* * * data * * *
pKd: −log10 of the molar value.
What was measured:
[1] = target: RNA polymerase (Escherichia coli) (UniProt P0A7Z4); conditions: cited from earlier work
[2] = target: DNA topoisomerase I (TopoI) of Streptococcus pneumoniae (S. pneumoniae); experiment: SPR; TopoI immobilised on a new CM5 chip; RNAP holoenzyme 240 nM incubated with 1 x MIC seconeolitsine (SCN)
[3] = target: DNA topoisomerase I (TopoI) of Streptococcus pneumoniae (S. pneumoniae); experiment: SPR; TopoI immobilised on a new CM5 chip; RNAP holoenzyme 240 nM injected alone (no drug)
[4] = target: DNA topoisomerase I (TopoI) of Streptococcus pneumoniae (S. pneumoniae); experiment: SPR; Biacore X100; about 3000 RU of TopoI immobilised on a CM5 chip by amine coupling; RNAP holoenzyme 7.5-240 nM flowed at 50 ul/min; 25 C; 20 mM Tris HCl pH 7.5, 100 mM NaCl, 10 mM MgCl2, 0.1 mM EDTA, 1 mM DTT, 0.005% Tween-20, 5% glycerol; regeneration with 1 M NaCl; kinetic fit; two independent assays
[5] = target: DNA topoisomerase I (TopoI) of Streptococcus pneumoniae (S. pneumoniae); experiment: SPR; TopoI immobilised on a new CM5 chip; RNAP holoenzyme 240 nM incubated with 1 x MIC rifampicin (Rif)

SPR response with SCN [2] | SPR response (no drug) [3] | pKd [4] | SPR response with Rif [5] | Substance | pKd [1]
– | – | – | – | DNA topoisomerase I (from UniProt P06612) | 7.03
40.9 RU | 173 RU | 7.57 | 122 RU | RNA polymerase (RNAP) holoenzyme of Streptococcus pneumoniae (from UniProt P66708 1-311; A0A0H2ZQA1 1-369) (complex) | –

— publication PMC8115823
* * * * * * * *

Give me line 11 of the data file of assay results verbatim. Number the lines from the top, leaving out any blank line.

— publication PMC8115823